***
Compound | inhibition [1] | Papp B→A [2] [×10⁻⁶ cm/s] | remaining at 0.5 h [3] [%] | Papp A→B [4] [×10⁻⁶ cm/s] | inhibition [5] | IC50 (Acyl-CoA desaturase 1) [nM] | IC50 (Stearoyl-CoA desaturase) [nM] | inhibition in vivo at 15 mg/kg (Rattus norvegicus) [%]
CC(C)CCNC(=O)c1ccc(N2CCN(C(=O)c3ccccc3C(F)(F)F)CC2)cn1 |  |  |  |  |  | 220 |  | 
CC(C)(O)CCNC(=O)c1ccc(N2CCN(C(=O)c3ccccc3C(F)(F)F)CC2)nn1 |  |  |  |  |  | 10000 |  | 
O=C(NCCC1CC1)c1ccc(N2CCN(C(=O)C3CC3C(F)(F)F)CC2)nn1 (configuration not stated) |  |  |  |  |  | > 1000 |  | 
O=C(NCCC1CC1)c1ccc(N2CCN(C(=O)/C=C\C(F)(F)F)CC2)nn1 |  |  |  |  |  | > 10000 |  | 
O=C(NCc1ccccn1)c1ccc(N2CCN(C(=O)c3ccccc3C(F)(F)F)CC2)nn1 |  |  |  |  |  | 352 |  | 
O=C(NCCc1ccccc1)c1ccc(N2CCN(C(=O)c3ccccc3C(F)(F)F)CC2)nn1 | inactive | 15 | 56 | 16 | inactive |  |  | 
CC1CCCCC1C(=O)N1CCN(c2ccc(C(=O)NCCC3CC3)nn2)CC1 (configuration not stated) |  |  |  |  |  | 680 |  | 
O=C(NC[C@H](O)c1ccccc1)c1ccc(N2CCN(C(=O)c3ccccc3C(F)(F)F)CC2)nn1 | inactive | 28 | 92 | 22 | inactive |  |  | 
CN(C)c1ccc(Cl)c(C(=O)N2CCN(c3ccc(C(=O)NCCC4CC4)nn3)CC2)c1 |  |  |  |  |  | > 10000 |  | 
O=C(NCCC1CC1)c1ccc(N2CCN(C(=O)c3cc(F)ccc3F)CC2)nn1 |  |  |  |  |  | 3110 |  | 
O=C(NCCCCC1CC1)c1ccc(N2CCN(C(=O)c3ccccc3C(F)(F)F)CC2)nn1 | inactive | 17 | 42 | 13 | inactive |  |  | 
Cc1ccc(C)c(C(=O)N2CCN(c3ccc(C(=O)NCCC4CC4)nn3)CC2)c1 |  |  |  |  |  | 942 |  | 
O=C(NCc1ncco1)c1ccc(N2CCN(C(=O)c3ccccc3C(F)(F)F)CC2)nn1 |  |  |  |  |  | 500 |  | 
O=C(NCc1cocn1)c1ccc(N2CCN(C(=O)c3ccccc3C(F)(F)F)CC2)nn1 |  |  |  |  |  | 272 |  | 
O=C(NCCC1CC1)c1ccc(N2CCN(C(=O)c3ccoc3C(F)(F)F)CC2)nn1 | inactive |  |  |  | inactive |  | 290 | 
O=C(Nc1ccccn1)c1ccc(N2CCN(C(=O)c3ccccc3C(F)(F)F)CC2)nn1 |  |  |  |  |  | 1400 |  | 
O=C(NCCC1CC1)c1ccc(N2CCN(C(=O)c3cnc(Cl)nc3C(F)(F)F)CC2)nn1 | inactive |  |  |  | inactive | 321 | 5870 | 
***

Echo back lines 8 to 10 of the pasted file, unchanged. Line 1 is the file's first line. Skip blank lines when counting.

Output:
CC1CCCCC1C(=O)N1CCN(c2ccc(C(=O)NCCC3CC3)nn2)CC1 (configuration not stated) |  |  |  |  |  | 680 |  | 
O=C(NC[C@H](O)c1ccccc1)c1ccc(N2CCN(C(=O)c3ccccc3C(F)(F)F)CC2)nn1 | inactive | 28 | 92 | 22 | inactive |  |  | 
CN(C)c1ccc(Cl)c(C(=O)N2CCN(c3ccc(C(=O)NCCC4CC4)nn3)CC2)c1 |  |  |  |  |  | > 10000 |  | 